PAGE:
9 S.B. 5096, § 5(3).
10 S.B. 5096, § 4(10)(a) defines “resident” as an individual “(i) [w]ho is domiciled in this state during the taxable year, unless the individual (A) maintained no permanent place of abode in this state during the entire taxable year, (B) maintained a permanent place of abode outside of this state during the entire taxable year, and (C) spent in the aggregate not more than 30 days of the taxable year in this state; or (ii) [w]ho is not domiciled in this state during the taxable year, but maintained a place of abode and was physically present in this state for more than 183 days during the taxable year.”
11 S.B. 5096, § 11(1)(a).
12 S.B. 5096, § 11(1)(b). Note that the allocation provisions for tangible personal property are based on whether the taxpayer was a resident at the time the sale or exchange occurred whereas the allocation provisions for intangible personal property are based on whether the taxpayer was domiciled in the state at the time the sale or exchange occurred. The new statutes provide a definition of “resident” but do not define “domicile.” As indicated by the definition of “resident,” the terms have different meanings.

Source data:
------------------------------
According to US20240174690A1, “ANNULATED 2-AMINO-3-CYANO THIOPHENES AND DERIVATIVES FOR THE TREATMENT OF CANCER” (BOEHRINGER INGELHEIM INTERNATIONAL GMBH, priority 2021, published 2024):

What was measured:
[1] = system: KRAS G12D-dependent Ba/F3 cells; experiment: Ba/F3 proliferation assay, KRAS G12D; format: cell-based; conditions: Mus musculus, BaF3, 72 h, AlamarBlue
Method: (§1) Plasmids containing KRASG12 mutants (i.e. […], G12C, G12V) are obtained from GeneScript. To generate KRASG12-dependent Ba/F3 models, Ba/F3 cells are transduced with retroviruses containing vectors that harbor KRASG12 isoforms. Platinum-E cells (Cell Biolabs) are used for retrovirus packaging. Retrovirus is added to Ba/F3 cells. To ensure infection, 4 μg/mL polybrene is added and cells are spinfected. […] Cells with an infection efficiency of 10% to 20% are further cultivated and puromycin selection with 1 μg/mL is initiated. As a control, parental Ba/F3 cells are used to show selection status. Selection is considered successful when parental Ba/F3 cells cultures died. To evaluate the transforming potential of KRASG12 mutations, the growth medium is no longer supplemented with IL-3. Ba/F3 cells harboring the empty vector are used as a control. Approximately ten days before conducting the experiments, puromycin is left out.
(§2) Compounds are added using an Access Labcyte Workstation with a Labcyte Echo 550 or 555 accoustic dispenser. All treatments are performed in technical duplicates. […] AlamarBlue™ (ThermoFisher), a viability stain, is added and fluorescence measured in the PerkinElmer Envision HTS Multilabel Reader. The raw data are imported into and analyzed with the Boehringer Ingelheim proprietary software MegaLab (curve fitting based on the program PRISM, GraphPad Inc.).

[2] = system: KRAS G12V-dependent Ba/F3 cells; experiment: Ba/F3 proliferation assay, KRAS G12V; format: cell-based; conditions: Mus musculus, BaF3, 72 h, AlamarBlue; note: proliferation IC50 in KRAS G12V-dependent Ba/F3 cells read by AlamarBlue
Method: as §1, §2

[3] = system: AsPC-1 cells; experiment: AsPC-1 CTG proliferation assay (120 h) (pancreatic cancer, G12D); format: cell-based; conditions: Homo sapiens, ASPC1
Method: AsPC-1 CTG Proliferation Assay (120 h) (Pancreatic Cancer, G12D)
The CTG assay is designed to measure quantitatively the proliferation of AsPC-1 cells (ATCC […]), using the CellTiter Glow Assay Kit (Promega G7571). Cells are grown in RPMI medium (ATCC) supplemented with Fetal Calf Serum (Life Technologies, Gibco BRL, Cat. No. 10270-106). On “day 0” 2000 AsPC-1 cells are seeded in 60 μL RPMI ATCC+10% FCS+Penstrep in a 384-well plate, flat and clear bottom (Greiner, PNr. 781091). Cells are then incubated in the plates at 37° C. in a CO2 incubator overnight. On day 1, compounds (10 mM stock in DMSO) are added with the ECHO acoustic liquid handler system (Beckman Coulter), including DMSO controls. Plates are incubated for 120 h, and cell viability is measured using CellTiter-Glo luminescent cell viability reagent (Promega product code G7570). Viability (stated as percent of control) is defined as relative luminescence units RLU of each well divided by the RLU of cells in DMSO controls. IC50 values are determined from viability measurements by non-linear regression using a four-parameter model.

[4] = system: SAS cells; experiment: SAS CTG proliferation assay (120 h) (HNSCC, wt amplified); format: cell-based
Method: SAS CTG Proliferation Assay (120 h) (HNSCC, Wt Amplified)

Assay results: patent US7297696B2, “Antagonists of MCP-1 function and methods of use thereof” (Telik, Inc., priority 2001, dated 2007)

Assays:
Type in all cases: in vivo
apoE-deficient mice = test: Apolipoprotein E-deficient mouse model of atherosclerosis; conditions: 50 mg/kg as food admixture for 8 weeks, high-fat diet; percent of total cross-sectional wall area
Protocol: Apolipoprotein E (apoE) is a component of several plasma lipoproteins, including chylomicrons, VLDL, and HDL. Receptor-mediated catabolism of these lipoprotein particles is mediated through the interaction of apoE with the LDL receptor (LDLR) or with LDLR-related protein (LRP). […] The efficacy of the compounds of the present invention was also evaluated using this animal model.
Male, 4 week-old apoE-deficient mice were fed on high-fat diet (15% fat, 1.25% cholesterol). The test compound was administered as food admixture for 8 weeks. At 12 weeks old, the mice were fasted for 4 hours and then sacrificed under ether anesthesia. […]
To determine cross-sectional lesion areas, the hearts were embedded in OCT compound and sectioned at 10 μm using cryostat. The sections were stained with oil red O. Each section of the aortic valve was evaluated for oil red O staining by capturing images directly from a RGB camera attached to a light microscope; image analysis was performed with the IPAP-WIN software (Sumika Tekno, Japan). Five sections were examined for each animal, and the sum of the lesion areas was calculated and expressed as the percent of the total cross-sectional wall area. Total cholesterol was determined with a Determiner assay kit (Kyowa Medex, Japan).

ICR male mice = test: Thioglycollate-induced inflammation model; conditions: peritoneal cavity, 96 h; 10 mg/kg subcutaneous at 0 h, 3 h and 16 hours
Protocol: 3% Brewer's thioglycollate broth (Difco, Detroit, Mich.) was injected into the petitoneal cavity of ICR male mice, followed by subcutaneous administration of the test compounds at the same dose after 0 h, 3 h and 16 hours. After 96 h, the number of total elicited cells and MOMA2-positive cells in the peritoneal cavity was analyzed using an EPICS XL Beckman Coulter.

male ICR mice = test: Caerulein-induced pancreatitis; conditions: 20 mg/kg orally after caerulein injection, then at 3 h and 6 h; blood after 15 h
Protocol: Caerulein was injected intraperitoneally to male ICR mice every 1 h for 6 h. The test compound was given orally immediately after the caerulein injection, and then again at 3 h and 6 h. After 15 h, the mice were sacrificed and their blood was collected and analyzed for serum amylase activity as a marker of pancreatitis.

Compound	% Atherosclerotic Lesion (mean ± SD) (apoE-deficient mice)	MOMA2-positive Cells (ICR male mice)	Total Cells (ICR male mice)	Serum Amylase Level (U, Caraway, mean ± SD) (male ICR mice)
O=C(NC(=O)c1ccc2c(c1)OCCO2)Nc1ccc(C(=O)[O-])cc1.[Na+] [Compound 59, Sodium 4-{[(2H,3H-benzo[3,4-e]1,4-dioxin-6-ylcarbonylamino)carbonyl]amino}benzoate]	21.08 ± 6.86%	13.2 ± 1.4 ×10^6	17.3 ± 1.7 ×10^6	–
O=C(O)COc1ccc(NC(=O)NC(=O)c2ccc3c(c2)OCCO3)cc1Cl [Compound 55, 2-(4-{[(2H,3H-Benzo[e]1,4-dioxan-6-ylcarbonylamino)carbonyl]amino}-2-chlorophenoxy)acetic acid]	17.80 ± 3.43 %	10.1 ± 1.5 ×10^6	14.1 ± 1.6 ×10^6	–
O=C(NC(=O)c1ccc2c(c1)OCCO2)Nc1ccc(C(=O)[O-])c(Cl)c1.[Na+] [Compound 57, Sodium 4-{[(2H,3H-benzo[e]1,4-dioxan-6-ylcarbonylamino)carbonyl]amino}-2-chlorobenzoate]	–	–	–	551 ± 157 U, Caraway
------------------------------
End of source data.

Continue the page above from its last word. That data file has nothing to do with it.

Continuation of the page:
13 S.B. 5096, § 11(2)(a). (“The amount of credit under this subsection may not exceed the total amount of tax due under this chapter, and there is no carryback or carryforward of any unused credit.”)
14 S.B. 5096, § 6(1).
15 S.B. 5096, § 6(2)(a).
16 S.B. 5096, § 6(3).
17 S.B. 5096, § 6(4)-(9).
18 S.B. 5096, § 7(1). The same $250,000 standard deduction also applies to joint filers.
19 S.B. 5096, § 7(3). The qualified family-owned small business deduction is addressed in S.B. 5096, § 8.
20 S.B. 5096, §§ 7(4); 9(2); but see § 9(1) (a taxpayer may only deduct amounts of charitable donations in excess of $250,000).
21 S.B. 5096, § 8(2)(d).
22 S.B. 5096, § 16(1).
23 S.B. 5096, § 12(1)(a), (3).
24 The bill was passed in the Washington House of Representatives by a 52-44 vote and in the Senate by a 25-24 vote.
25 S.B. 5096, § 1.
26 Quinn v. State of Washington, Department of Revenue, filed in Washington Superior Court for Douglas County.
Nicole Blythe is an audit partner in the Dallas office and the firm’s Health Care Audit Leader. Nicole has more than 21 years of in-depth audit and accounting experience in the health care industry.
- Private equity
Jamie C. Yesnowitz
Jamie Yesnowitz, principal serving as the State and Local Tax (SALT) leader within Grant Thornton's Washington National Tax Office, is a national technical resource for Grant Thornton's SALT practice. He has 22 years of broad-based SALT consulting experience at the national and practice office levels in large public accounting firms.
Washington DC, Washington DC